Criticism aside, the action on offer in My Name is Peter is impressively malleable, though, with the various mechanics at his disposal interacting incredibly well for the most part – though we could not help but feel that the wall jumping was a little tricky in some places; your character's legs are apparently a little too long for his body, and the double grip is a little hard to keep up with when things go crazy – what they absolutely do on the hardest of the three levels of difficulty on offer here.

Repeated runs of areas open up possibilities and it is only to learn enemy positions and enter into a plan of action that sees the real appeal of the game manifesting itself; It's all about repeating screens again and again until you have a perfect run, running a death-defying ballet of violence and John Woo throwing pigeons into the air with a cheerful abandon. Once you've been geared up and relaxed enough to know in advance what you want to do, you'll find all kinds of hilarity as you toss the frying pans in the air to ricochet the bullets, jump from skateboards at high speed to drop deadly mo flying, and usually Matrix the absolute is out of things.

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In terms of history, it is difficult to argue without ruining what little there is, needless to say that it is absolutely a farce and is not at all interested in making sense or being serious. This also ends with a beautiful boss fight that, disappointingly, eliminates the need to use too much of your arsenal of weapons and skills that you have accumulated during your runtime – which is pretty short by the way. A full playthrough can be achieved easily with normal difficulty in about two hours, more in the "Bananas" scenario more difficult, which takes away their ability to recharge health as well as make the fire received is more demanding. This is, however, as we have said, a game designed to be repeated for the highest scores and for the S level and find ourselves returning repeatedly to perfect levels, which adds a few hours to the procedures.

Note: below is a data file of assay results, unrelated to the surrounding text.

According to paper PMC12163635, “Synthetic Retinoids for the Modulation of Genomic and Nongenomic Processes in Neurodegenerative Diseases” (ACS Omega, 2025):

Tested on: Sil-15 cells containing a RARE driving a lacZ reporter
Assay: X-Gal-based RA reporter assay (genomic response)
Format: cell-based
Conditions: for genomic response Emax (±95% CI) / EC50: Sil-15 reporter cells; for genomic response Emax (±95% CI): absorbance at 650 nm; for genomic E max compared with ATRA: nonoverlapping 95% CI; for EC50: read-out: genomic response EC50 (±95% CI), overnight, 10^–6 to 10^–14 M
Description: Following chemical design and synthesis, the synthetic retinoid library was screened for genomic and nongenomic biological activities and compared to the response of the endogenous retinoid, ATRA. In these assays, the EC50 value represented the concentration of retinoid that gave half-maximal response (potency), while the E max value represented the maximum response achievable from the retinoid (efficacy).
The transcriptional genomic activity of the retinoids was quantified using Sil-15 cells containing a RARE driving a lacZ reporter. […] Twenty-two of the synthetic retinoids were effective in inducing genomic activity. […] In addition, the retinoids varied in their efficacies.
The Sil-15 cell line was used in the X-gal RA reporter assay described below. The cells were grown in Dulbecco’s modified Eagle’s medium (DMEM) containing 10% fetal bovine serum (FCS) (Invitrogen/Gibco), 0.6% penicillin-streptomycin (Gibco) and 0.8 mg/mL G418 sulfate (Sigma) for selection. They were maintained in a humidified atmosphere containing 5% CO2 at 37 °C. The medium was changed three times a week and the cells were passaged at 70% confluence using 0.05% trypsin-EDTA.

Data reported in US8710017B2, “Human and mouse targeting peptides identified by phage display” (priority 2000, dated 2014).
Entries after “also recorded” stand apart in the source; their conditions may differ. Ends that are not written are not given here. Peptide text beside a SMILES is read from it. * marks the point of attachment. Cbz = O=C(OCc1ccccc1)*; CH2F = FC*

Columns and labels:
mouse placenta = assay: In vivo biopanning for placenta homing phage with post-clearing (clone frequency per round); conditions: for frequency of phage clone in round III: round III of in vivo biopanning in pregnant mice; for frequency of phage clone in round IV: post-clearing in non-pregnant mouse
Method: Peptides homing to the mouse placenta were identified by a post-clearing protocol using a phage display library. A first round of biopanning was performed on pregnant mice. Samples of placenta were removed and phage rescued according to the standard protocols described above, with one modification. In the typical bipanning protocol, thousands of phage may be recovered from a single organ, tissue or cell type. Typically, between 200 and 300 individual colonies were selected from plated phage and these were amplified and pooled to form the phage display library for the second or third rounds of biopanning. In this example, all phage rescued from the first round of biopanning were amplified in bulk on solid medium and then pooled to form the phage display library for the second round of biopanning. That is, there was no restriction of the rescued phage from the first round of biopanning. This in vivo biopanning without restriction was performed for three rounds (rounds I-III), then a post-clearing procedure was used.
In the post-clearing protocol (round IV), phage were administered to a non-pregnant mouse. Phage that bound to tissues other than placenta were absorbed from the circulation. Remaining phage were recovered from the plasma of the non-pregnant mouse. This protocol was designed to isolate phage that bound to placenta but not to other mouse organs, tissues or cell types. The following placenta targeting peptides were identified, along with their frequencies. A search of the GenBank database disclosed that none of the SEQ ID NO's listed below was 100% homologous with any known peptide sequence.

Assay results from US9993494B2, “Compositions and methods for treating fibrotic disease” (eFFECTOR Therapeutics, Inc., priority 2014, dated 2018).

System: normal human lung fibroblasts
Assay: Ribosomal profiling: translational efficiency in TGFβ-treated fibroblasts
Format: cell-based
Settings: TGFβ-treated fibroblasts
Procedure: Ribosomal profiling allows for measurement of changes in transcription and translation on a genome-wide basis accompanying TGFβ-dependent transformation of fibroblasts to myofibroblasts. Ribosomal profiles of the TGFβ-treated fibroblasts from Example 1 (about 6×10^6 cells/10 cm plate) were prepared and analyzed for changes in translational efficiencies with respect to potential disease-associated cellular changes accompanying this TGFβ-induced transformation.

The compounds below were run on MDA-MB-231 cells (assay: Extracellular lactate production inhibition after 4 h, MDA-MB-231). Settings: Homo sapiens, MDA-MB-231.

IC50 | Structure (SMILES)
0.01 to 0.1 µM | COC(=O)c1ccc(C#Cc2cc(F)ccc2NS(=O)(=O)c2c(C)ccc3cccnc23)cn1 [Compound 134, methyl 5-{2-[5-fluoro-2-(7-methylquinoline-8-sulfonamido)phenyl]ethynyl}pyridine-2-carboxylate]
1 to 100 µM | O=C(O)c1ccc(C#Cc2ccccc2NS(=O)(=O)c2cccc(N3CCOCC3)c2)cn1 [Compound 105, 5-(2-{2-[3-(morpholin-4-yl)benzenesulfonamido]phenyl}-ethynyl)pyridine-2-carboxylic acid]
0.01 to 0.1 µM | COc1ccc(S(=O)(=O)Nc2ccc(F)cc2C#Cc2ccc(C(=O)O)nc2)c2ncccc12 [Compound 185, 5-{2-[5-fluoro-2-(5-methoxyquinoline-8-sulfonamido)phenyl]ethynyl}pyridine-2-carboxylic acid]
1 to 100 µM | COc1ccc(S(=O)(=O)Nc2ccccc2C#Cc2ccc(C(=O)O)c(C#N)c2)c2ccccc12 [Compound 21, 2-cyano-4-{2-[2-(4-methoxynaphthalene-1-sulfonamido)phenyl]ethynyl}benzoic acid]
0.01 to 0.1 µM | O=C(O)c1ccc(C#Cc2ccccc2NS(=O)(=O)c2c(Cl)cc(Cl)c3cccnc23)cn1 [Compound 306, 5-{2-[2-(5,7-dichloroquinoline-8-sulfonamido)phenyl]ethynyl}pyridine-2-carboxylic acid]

In terms of performance on the Switch, the My Friend Pedro works smoothly on the docked and handheld and looks great, most in portable mode where the smaller screen hides low-resolution character textures and makes the gray backgrounds look slightly attractive. There is no noticeable slowness or FPS slides (insert your own banana gag here), which is impressive with some of the later stages filling the screen with a rather explosive action.

Conclusion

My friend Pedro, for the most part, fulfills his promise to provide you with an almost endless variety of ways to accomplish the glaring brand of OTT violence that had players eagerly awaiting its release. The controls can be grumpy at times and the levels are far from an eclectic mix, but it adds enough amusement to action with intriguing and lightweight platform elements to keep things interesting enough to see through to the end. Also, your best friend is a banana.